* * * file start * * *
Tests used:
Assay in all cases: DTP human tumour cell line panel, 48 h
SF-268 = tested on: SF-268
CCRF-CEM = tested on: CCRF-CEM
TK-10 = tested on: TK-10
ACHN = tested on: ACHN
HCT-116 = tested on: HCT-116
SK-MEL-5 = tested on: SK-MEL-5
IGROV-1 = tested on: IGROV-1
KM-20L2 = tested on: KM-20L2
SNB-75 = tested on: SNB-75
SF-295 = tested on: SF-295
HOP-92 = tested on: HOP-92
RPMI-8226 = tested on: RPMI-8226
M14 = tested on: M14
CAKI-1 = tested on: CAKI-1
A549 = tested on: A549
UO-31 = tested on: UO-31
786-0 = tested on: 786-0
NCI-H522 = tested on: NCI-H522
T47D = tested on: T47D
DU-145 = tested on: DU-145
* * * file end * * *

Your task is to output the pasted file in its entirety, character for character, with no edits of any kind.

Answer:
Tests used:
Assay in all cases: DTP human tumour cell line panel, 48 h
SF-268 = tested on: SF-268
CCRF-CEM = tested on: CCRF-CEM
TK-10 = tested on: TK-10
ACHN = tested on: ACHN
HCT-116 = tested on: HCT-116
SK-MEL-5 = tested on: SK-MEL-5
IGROV-1 = tested on: IGROV-1
KM-20L2 = tested on: KM-20L2
SNB-75 = tested on: SNB-75
SF-295 = tested on: SF-295
HOP-92 = tested on: HOP-92
RPMI-8226 = tested on: RPMI-8226
M14 = tested on: M14
CAKI-1 = tested on: CAKI-1
A549 = tested on: A549
UO-31 = tested on: UO-31
786-0 = tested on: 786-0
NCI-H522 = tested on: NCI-H522
T47D = tested on: T47D
DU-145 = tested on: DU-145